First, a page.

baby packed, will travel
Before we started dating, got hitched, and made our parents happy by giving them a grandson to spoil — in what seems like another lifetime, but actually was only 7-8 years ago — we both took long backpacking trips through South America. S started her trip in Ecuador — where our paths crossed briefly for the first time — armed with a return ticket from Buenos Aires and eight unstructured months in which to explore the continent. D’s trip likewise took him from Ecuador to Argentina over the course of five months the following year. An entire life crammed comfortably into a backpack, and few concerns other than how best to stretch a limited budget and where to swap books so as to always have some good reading material…Having just returned from our first tourist trip with Munchkin, it’s hard not to feel some nostalgia for those carefree travel days.
When we got married three years ago, we made a pledge to celebrate our life of travel together with a trip to mark every anniversary. The first year, we made a month-long jaunt through the Indian Ocean, stopping in Madagascar, Reunion, and the Seychelles, on a deferred honeymoon of sorts. The next year, our anniversary fell in the middle of six weeks of home leave, during which we road-tripped around California and visited friends and family in seven other states. Now, with a three-months-old in tow, we scaled back our ambitions and planned a four-day trip to Romania to mark the occasion.
We packed the car full, bringing one medium-sized suitcase for our belongings and filling the rest of the trunk and much of the backseat area with Munchkin’s things. This being our first trip as a family of three, we did not know what to pack and what to leave behind, and erred on the side of bringing too much stuff. There were a few items we likely could have done without, and it’s probably fair to say that S packed too many cute baby outfits, but mostly we were pleased with our foresight at the things we did bring, which included Munchkin’s rock-n-play, his books – in Russian and English, monkey bouncing chair, stroller, and the various odds and ends that surfaced when needed out of the depths of S’s Mary Poppins-esque diaper bag.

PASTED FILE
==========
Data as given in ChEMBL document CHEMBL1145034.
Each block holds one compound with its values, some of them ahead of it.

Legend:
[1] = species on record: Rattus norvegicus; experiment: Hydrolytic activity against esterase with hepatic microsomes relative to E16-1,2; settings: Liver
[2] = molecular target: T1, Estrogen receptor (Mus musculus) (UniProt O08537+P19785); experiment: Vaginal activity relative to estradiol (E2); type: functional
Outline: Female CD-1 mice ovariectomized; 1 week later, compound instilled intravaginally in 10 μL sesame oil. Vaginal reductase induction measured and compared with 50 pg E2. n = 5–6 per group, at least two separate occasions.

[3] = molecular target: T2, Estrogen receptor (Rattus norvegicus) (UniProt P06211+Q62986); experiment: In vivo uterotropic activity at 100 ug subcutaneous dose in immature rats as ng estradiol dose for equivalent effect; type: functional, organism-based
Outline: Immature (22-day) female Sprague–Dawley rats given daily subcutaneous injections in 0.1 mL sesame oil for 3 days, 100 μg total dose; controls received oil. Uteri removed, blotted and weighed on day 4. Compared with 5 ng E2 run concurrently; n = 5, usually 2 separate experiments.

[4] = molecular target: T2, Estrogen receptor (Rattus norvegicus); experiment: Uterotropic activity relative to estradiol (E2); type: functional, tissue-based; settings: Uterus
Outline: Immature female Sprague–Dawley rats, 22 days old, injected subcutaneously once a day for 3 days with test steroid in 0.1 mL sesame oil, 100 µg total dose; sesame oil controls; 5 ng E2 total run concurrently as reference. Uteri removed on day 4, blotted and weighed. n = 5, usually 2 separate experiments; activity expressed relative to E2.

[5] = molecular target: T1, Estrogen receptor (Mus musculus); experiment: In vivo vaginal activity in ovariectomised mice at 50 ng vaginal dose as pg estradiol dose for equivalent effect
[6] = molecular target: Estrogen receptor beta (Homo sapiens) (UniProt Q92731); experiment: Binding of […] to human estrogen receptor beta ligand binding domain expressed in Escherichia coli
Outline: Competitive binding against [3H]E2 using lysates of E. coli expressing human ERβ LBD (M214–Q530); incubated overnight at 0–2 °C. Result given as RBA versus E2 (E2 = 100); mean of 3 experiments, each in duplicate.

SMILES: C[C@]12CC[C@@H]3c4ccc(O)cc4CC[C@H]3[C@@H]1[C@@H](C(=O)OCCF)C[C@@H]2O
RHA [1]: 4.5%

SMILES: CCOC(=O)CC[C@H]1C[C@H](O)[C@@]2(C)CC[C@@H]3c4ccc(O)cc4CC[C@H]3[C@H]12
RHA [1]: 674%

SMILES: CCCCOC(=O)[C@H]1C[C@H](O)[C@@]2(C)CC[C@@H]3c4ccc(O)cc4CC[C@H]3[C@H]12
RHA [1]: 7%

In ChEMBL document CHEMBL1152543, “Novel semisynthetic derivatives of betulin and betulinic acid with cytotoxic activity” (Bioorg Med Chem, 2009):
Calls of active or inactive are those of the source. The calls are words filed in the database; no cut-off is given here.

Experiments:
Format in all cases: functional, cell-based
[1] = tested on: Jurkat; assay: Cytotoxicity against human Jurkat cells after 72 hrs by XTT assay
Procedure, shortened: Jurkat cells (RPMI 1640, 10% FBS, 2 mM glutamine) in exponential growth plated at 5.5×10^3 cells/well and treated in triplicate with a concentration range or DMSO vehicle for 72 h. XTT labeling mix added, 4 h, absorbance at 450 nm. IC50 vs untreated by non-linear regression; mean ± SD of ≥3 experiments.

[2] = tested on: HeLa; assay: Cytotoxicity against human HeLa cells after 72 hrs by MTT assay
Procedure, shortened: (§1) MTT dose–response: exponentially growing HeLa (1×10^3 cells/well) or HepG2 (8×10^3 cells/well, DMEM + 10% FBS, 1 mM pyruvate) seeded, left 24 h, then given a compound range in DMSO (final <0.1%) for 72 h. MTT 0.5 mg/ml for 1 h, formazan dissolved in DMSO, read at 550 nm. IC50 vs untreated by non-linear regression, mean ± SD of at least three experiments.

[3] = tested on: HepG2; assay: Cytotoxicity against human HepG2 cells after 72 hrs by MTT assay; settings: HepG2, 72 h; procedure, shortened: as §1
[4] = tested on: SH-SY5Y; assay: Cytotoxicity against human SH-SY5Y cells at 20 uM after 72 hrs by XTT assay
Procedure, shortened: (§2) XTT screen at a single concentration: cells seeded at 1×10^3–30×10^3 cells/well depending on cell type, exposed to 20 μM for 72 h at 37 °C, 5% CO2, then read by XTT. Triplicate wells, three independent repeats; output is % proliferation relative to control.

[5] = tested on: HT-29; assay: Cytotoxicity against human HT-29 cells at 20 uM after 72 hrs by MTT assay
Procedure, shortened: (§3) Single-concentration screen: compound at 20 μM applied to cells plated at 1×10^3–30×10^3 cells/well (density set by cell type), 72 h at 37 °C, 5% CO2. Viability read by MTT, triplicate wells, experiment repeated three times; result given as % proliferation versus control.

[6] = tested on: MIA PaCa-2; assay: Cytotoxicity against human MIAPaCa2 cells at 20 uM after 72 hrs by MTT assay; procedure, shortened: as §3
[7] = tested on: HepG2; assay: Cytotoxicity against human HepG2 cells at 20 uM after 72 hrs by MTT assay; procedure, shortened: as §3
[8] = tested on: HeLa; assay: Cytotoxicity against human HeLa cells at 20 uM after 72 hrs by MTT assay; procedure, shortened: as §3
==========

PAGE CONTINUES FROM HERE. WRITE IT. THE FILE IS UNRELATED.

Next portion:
Munchkin was a trooper and, with the exception of a minor meltdown occasioned by a diaper blowout, handled the five-hour drive to Bucovina like a champ. He remained in good spirits until we finished unpacking the car, but 7-8pm is his witching hour, and he made it clear in no uncertain terms that he was displeased with us for uprooting him from his familiar surroundings and routine. The boutique hotel where we stayed had an excellent restaurant and we asked for our dinner to be brought to our room, taking turns eating while trying to get Munchkin to fall asleep.
We spent three nights in Bucovina, and though we managed to see a lot, the focus of this trip for us was learning how to balance our wanderlust with Munchkin’s needs. At this age, he is still small enough that we were able to spend an entire day out and about, driving between various destinations of cultural interest. However, we also quickly realized that if we wanted to avoid running ourselves ragged to the point where the vacation would no longer be fun we needed to cut down our agenda to a manageable level. That meant axing our planned side trip to hike in the Carpathian Mountains in favor of massages and an evening sipping wine with a book in one hand while rocking Munchkin to sleep with the other.